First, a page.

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A skew-symmetric real matrix $A$ has zeros on the diagonal and eigenvalues that are purely imaginary.

If I perturb any diagonal entry $A_{ii}=0\rightarrow -\epsilon$ where $\epsilon>0,$ simulations suggest that all the eigenvalues of the perturbed $A$ now has eigenvalues that all have negative real part. How can this be shown?

Thank you.

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  • $\begingroup$ What size matrix are you doing simulations on? $\endgroup$ – Paul Jun 5 '17 at 15:28
  • $\begingroup$ @Paul It seems to held for any $n\times n$ real skew-symmetric matrix. $\endgroup$ – Bobson Dugnutt Jun 5 '17 at 15:52
  • $\begingroup$ Do you only perturb a single diagonal entry, leaving all the others at zero? $\endgroup$ – Paul Aljabar Jun 5 '17 at 16:12
  • $\begingroup$ @PaulAljabar Yes, but I don't think it makes much of a difference. $\endgroup$ – Bobson Dugnutt Jun 5 '17 at 16:35
  • $\begingroup$ The correct terms are "perturb" and "perturbed", by the way. $\endgroup$ – Omnomnomnom Jun 5 '17 at 16:41
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It is well known that if $M + M^T$ is negative semi-definite, then the eigenvalues of $M$ have non-postive real part (see this post, for instance).

In your case, we find that $M = A - \epsilon \,e_ie_i^T$ is such that $M + M^T$ is a diagonal matrix with non-positive real entries on the diagonal. We conclude that $M + M^T$ is negative semi-definite, from which we deduce that the eigenvalues have non-positive real part, as you suspected.


Notably, there are examples where we still have some imaginary eigenvalues in the resulting matrix. In particular: $$ \pmatrix{0&0&0\\0&0&-1\\0&1&0} \to \pmatrix{-\epsilon&0&0\\0&0&-1\\0&1&0} $$ has eigenvalues $-\epsilon, \pm i$. I suspect that such an "unlucky" event has probability zero if $A$ is a suitably "random" skew-symmetric matrix. An obvious perturbation to move the eigenvalues over is to consider $A - \epsilon I$ instead (that is, apply the subtraction to all diagonals).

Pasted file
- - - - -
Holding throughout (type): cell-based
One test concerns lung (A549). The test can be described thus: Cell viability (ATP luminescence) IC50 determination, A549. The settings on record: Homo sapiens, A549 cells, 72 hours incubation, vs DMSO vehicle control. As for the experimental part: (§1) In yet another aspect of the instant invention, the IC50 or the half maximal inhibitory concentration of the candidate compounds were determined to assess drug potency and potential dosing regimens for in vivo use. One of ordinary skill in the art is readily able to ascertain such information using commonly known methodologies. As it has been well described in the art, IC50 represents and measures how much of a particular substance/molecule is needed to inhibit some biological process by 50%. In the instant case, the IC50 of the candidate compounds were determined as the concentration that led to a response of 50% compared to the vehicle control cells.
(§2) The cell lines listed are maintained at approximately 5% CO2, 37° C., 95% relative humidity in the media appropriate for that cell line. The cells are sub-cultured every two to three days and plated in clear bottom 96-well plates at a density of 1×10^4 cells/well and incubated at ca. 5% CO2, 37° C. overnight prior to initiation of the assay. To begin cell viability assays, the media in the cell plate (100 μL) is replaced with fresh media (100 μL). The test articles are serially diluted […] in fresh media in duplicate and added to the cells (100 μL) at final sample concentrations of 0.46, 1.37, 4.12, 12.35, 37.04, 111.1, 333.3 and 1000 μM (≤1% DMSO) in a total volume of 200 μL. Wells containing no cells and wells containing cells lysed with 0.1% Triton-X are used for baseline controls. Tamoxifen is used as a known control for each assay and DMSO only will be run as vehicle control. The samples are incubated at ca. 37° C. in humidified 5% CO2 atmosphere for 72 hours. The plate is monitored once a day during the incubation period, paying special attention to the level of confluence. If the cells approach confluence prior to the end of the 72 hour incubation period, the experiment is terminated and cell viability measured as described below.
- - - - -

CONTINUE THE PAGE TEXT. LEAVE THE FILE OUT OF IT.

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  • $\begingroup$ Thank you. 1) In line three you write "$M+M^T$ is a diagonal matrix with non-positive real entries on the diagonal", but isn't this matrix the zero matrix with a $-2\epsilon$ added on entry $ii$? Did you use the term "non-positive" to include the zeros on the other diagonal entries? 2) How can one show that $A-\epsilon I$ has eigenvalues with exclusively negative real parts? I'm probably missing something obvious. $\endgroup$ – Bobson Dugnutt Jun 5 '17 at 17:15
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    $\begingroup$ Yes, I used the term non-positive to include the zeros on the other diagonal entries. For any matrix $A$ and eigenvector $x$ of $A$, note that $$ (A - \epsilon I)x = Ax - \epsilon x = \lambda x - \epsilon x = (\lambda - \epsilon)x $$ so, we have shifted the entire spectrum over by $\epsilon$. $\endgroup$ – Omnomnomnom Jun 5 '17 at 17:21
  • $\begingroup$ I see. $A$ must be diagonizable though, right (but there is a zero probability of hitting a singular matrix when doing simulations over cont. dist.s)? $\endgroup$ – Bobson Dugnutt Jun 5 '17 at 17:26
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    $\begingroup$ In fact, I'm not relying on diagonalizability at all. $\lambda$ is an eigenvalue if and only if there is an associated eigenvector. I suppose that what I have technically shown is that for any $\lambda$ in the spectrum of $A$, $\lambda - \epsilon$ is in the spectrum of $A - \epsilon I$. As it turns out, the converse is just as easy to show. More generally, we have the "spectral mapping theorem" (surprisingly difficult to google, but you might find it in the index of your textbook). $\endgroup$ – Omnomnomnom Jun 5 '17 at 17:31

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